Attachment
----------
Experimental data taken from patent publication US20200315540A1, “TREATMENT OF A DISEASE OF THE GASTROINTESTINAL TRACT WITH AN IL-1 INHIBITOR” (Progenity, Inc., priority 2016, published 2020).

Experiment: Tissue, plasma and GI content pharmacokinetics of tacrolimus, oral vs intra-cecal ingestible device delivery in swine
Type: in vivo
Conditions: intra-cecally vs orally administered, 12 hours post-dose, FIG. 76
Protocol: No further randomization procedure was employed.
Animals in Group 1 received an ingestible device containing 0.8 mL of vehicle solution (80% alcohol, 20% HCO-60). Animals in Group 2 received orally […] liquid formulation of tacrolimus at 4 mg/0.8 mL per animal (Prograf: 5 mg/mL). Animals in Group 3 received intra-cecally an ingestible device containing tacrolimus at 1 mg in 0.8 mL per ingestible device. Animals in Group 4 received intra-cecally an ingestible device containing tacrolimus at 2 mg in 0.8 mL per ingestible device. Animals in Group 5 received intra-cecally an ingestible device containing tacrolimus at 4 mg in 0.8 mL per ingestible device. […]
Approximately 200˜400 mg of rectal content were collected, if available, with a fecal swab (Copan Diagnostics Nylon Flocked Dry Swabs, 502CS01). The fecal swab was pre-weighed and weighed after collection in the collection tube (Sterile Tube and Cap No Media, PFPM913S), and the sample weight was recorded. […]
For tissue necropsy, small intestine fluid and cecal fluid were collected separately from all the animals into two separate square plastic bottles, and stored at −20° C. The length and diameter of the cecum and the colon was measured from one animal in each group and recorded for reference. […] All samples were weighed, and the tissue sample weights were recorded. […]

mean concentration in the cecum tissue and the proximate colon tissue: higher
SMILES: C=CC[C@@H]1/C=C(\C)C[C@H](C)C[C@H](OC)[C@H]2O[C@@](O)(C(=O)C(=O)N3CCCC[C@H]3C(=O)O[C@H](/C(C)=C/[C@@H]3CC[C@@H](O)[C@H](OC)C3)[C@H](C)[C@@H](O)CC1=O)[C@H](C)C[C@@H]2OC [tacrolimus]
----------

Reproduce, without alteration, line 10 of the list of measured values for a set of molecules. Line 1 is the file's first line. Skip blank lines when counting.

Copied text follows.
SMILES: C=CC[C@@H]1/C=C(\C)C[C@H](C)C[C@H](OC)[C@H]2O[C@@](O)(C(=O)C(=O)N3CCCC[C@H]3C(=O)O[C@H](/C(C)=C/[C@@H]3CC[C@@H](O)[C@H](OC)C3)[C@H](C)[C@@H](O)CC1=O)[C@H](C)C[C@@H]2OC [tacrolimus]